There is so much to learn in the extraordinary conferences at Maison et Objet 2019 about art and design, its evolution and transformation all around the globe.
In this new age of constant and instantaneous global connection and interaction, aesthetics from different cultures gradually converge to create something never seen before. Even in the design industry we can see the influence of robots and artificial intelligence. How can designers express themselves and seek their identity in this constant revolution of technology and thinking? Some Chinese rising stars found their own particular answer to this challenge. Don’t miss the chance to hear them at Maison et Objet.
Frank Chou grew up in China’s capital city and saw first-hand the dynamic changes that invaded his hometown over the past few decades. After graduating from Beijing Forest University, where he majored in Materials Science and Engineering, with a focus on wood science and technology, he travelled between China and Europe, accumulating international industry experience in furniture design, engineering and trade work.
In 2012 he created Frank Chou Design Studio, where he produces elegant, long-lasting, functional art pieces which represent contemporary Chinese thinking, yet finely balance the needs of modern Oriental and future Oriental lifestyles. Frank has attracted worldwide attention through exhibitions at international design shows and collaborating with global brands, both as a designer and strategic consultant.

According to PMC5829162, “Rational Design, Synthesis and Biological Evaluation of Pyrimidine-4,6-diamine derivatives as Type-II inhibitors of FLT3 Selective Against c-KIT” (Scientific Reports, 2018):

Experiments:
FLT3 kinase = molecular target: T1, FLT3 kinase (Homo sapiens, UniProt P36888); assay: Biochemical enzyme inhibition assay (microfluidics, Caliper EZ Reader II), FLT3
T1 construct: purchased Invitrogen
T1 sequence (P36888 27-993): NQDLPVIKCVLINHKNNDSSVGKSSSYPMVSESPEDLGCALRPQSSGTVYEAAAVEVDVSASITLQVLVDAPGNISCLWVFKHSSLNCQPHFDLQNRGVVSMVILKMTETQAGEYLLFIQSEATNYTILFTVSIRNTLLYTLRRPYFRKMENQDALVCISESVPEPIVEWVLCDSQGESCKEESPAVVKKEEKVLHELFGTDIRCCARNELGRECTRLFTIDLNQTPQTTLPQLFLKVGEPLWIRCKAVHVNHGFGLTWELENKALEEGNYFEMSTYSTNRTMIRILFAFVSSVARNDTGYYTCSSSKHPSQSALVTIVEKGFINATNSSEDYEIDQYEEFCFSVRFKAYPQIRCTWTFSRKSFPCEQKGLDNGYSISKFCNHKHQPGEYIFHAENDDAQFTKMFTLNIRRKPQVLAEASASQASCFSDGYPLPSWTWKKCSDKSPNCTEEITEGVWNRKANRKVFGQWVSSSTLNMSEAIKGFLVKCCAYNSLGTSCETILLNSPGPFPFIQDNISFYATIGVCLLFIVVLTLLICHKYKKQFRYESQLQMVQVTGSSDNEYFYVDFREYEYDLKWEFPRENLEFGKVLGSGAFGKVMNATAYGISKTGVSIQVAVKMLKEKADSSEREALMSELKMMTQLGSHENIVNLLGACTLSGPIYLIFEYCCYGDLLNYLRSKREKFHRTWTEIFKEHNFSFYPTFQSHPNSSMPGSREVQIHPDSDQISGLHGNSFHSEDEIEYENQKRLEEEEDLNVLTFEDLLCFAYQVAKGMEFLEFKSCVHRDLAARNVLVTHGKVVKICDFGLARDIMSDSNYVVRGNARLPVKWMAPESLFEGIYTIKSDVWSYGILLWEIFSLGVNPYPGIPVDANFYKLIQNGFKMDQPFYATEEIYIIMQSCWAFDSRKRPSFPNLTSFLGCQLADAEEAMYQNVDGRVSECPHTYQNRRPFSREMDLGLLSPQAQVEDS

On the other hand, Chen Furong, founder of lighting, furniture and accessories brand WUU, designs timeless, research driven exclusive collections which blend handcrafted techniques with a modernist vision. Born in Zhangzhou, Fujian Province, he studied at the Shanghai Institute of Visual Arts, majoring in Integrated Design. After graduation in 2012, he travelled with some friends more than 10,000 kilometres across China in a van, interviewing local creatives for an exhibition called Metaphysics. This led to his decision to embrace design as a lifelong career.
Furong founded his Xiamen-based studio in 2014 and later that year participated in Homeland magazine’s Artisanship Revival program, where he worked closely with local craft artists in Fuzhou, combining technology with traditional crafts.
Finally, furniture, product and industrial designer Mario Tsai prefers to “use less, design better”. After graduating from Beijing Forest University where he majored in Furniture Design and Manufacturing, Mario travelled around China and Nepal to experience different lifestyles. He moved to Hangzhou in 2013 where he opened a shop with his younger brother, and in 2014 set up the Mario Tsai Studio. He is working with clients from China and Europe since and participated in furniture fairs globally.
Stay with us to find out more about this new generation of Chinese designers and artists that is ready to change the standarts of its creative field.
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